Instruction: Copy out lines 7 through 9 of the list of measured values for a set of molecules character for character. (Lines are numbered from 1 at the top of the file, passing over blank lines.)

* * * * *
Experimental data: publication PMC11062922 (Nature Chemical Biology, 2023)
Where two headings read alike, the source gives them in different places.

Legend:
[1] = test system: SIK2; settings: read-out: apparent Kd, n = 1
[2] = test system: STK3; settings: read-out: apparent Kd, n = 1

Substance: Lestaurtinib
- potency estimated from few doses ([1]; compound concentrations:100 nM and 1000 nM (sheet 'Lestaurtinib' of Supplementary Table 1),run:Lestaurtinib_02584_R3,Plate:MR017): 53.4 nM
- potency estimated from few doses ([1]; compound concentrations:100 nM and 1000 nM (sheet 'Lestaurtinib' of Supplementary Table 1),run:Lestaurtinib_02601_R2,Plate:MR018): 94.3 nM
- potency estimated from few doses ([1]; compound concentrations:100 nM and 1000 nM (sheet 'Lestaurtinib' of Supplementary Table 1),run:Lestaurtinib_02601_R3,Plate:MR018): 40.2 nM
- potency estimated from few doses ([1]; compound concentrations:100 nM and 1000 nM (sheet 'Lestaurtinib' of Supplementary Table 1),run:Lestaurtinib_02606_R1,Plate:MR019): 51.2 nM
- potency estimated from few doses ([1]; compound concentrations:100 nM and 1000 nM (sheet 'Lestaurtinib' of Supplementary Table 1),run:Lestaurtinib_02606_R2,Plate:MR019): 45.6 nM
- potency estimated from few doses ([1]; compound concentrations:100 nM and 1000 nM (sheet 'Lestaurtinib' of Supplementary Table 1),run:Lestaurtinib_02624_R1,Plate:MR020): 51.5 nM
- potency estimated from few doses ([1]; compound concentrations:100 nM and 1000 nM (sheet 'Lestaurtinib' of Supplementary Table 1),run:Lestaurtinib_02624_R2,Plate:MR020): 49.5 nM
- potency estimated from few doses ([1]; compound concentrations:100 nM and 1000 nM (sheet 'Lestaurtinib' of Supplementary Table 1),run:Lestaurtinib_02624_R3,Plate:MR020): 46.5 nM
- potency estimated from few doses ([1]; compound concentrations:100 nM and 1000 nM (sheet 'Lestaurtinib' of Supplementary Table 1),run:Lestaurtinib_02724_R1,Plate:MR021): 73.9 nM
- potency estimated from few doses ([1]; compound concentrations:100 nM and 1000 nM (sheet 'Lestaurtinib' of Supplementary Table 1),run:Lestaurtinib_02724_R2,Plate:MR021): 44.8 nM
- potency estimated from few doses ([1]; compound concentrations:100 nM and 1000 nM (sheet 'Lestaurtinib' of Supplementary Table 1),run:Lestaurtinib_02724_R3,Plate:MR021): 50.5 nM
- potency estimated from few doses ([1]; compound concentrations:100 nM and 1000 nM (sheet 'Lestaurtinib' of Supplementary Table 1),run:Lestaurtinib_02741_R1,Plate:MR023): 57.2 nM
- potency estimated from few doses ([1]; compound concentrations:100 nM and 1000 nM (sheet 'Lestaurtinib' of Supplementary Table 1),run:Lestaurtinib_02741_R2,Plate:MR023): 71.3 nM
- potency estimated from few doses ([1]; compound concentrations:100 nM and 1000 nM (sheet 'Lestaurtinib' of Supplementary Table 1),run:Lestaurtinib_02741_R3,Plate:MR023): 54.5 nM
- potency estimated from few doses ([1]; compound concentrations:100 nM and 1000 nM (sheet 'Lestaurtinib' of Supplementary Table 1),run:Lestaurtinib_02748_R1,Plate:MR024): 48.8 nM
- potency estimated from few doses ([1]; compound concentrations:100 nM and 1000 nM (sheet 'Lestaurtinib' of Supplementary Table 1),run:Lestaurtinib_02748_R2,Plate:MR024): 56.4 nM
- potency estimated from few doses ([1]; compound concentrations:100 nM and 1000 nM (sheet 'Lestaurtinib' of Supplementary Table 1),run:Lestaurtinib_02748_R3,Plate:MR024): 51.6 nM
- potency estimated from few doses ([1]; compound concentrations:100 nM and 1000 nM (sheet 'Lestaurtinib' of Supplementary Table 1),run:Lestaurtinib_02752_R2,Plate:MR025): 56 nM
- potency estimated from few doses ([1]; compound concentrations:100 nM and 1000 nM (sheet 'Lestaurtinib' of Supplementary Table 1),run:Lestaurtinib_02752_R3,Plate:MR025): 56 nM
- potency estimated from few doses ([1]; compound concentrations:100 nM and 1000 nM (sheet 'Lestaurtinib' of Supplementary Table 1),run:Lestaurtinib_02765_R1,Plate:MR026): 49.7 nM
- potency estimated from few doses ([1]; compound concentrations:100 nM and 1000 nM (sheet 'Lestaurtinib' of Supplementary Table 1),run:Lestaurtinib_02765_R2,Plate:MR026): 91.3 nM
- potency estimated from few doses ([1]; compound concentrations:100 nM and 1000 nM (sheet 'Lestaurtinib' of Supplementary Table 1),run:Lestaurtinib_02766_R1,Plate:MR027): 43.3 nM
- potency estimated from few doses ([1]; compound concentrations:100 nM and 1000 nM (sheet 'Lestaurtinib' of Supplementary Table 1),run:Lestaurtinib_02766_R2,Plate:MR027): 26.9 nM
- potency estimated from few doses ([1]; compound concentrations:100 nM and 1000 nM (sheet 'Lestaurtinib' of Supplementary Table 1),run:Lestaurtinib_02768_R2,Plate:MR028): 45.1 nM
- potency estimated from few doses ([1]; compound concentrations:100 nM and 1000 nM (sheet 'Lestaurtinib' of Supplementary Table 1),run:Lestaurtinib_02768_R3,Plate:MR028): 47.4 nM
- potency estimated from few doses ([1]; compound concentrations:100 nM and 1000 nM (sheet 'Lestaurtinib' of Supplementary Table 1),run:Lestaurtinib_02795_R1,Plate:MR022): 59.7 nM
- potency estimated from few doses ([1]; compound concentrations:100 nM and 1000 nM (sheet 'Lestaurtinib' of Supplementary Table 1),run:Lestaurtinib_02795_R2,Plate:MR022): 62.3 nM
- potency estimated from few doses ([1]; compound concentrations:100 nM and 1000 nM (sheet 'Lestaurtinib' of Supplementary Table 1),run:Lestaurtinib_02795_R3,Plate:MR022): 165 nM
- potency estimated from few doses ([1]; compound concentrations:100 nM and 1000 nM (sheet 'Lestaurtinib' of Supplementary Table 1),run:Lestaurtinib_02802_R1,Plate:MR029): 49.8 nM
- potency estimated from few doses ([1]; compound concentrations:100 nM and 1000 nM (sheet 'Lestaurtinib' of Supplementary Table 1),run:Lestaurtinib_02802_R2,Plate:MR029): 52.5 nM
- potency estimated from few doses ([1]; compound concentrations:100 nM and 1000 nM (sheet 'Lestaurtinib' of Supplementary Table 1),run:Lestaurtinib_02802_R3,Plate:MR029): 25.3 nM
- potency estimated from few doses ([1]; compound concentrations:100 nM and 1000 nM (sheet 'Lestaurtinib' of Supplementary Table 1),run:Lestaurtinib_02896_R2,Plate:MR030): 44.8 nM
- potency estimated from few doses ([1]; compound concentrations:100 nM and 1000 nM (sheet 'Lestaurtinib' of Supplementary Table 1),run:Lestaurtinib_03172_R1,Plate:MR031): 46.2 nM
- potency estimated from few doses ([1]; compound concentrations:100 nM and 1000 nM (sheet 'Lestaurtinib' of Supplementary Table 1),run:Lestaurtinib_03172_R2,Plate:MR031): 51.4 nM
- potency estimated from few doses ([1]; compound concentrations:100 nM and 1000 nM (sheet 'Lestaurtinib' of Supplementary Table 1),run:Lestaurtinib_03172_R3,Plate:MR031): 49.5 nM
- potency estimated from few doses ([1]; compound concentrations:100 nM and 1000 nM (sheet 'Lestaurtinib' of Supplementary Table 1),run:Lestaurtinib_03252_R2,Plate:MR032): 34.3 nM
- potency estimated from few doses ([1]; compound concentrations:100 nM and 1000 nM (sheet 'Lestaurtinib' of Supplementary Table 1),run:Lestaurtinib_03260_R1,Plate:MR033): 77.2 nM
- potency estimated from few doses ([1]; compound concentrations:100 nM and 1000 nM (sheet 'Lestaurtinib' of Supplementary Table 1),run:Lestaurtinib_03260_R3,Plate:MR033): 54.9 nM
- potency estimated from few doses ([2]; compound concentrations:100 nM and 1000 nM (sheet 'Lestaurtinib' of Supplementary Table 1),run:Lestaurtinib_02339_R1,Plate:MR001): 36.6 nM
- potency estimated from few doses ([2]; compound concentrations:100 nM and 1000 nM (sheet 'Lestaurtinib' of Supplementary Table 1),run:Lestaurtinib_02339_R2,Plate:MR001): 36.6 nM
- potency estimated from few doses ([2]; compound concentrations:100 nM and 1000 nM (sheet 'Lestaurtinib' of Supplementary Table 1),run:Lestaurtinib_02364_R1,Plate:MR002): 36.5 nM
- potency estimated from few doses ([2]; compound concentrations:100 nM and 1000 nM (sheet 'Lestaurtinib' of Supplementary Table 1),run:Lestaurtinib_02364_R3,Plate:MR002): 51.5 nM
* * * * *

- potency estimated from few doses ([1]; compound concentrations:100 nM and 1000 nM (sheet 'Lestaurtinib' of Supplementary Table 1),run:Lestaurtinib_02584_R3,Plate:MR017): 53.4 nM
- potency estimated from few doses ([1]; compound concentrations:100 nM and 1000 nM (sheet 'Lestaurtinib' of Supplementary Table 1),run:Lestaurtinib_02601_R2,Plate:MR018): 94.3 nM
- potency estimated from few doses ([1]; compound concentrations:100 nM and 1000 nM (sheet 'Lestaurtinib' of Supplementary Table 1),run:Lestaurtinib_02601_R3,Plate:MR018): 40.2 nM